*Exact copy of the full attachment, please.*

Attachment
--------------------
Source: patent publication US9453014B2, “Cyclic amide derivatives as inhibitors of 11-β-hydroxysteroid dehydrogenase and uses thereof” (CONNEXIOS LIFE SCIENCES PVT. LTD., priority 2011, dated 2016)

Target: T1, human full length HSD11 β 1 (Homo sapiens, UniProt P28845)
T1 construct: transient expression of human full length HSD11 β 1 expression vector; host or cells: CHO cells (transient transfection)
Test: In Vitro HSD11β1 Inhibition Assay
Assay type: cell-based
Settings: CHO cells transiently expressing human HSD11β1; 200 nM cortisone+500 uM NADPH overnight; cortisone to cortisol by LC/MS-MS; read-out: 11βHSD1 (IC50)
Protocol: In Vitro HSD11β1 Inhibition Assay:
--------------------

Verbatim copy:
Source: patent publication US9453014B2, “Cyclic amide derivatives as inhibitors of 11-β-hydroxysteroid dehydrogenase and uses thereof” (CONNEXIOS LIFE SCIENCES PVT. LTD., priority 2011, dated 2016)

Target: T1, human full length HSD11 β 1 (Homo sapiens, UniProt P28845)
T1 construct: transient expression of human full length HSD11 β 1 expression vector; host or cells: CHO cells (transient transfection)
Test: In Vitro HSD11β1 Inhibition Assay
Assay type: cell-based
Settings: CHO cells transiently expressing human HSD11β1; 200 nM cortisone+500 uM NADPH overnight; cortisone to cortisol by LC/MS-MS; read-out: 11βHSD1 (IC50)
Protocol: In Vitro HSD11β1 Inhibition Assay: